Labour’s new willingness to talk about capital gains tax shows how confident the party is getting that it can win on September 23.
Capital gains taxes have always been regarded as a “third rail” of New Zealand politics – touch it and you fry, politically.
Labour had a capital gains tax in its 2011 and 2014 election manifestos. It was regarded as one reason the party lost those elections, although there were myriad factors contributing to those defeats.
Former leader Andrew Little certainly believed it was a big factor: There were too many would-be Labour supporters with an investment property as part of their retirement savings plan who did not feel they should pay tax on the capital gain from that investment.
Nothing reveals just how much weight Labour is putting on “the Jacinda Effect” than its willingness to talk about a capital gains tax again.
It believes Ms Ardern’s appeal can overcome public resistance, in much the same way former Prime Minister John Key’s appeal overcame public resistance to selling shares in state owned enterprises, or to rises in GST.
Labour’s front bench has gone from refusing to discuss the idea, saying it would leave all that detail to a working group, and then putting it to New Zealanders in 2020, only a week ago, to now saying it will bring in a capital gains tax in its first term.
There isn’t any detail. Labour says it will leave all that stuff to a tax working group but will accept that working group’s recommendations.
Labour are refusing to talk detail on anything. They remind me of the stereotypical consultant that tells you how good it’s all going to be, but once the sale is closed, he disappears and bunch of incompetent workers move in with the impossible task of delivering on promises they never made.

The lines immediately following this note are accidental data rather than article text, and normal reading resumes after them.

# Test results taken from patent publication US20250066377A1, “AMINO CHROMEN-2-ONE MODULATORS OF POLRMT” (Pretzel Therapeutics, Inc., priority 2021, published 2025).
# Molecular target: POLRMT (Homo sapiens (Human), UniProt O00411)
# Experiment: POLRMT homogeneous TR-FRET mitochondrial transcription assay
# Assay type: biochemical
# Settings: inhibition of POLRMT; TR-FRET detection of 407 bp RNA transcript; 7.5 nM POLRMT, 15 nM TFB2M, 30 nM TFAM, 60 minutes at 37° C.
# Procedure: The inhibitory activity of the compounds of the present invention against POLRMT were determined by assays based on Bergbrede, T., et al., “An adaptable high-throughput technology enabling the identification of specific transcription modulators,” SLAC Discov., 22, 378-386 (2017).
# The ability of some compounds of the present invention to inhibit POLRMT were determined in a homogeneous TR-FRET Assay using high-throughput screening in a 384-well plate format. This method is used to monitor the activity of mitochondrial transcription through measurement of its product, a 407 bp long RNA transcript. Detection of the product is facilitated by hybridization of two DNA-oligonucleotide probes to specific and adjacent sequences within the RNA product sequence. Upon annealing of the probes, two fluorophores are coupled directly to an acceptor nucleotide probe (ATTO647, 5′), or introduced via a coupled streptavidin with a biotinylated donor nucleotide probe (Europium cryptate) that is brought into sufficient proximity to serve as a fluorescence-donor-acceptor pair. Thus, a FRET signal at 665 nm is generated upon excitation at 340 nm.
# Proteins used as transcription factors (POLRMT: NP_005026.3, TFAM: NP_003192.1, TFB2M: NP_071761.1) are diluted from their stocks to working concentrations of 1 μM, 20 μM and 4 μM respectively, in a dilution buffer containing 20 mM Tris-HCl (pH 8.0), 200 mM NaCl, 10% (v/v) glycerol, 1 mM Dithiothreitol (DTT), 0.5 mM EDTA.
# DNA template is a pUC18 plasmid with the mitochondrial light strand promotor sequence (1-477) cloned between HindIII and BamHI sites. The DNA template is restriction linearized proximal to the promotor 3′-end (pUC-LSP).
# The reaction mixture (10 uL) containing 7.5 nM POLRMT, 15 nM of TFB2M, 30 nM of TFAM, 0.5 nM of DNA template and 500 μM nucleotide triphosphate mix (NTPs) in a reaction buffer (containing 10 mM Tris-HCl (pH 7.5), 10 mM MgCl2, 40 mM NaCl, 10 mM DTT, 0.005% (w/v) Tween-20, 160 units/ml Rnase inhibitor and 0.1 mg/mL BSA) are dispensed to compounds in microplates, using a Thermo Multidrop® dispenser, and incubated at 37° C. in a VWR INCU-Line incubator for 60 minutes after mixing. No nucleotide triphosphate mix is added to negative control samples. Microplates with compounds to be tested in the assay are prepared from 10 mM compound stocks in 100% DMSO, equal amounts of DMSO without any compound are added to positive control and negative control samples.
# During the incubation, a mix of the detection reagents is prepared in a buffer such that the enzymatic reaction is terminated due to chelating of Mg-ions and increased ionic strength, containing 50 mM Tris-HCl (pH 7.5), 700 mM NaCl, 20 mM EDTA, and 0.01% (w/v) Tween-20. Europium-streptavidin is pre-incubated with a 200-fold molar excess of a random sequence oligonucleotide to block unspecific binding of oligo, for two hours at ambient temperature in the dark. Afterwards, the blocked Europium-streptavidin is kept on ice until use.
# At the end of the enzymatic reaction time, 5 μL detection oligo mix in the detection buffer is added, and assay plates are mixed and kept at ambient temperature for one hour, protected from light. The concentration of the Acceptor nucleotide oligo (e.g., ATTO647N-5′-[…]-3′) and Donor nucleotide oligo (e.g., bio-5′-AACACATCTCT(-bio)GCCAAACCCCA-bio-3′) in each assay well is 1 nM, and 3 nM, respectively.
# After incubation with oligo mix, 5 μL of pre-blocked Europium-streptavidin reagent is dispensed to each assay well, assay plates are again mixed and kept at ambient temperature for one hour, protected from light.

Labour are distracting the media with different non-essential angles on a daily basis. A republic, for crying out loud… thing is, while the media is reporting on Jacinda’s Brain Fart du jour, they’re not actually digging deeper into what was proposed or promised days ago.
And when it comes to policy detail, that will all come after the election. Once the anonymous and amorphous ‘working group’ have decided what is good for NZ.
We really seem to be electing a working group, but we’re not allowed to know who they are, what their qualifications are, what their history is, or that they aren’t just Labour people in the first place.
It will be interesting to see who Labour points to being in that working group: You can probably bet that anyone on previous working groups on the issue will be given a big miss.
You never put a working group together that won’t deliver the answer you wanted in the first place.
All this working group is right now is an excuse for Labour not to get tripped up on policy detail. As you will recall, most policies over the last 6 years haven’t survived for more than 48 hours, frequently failing on basic maths alone.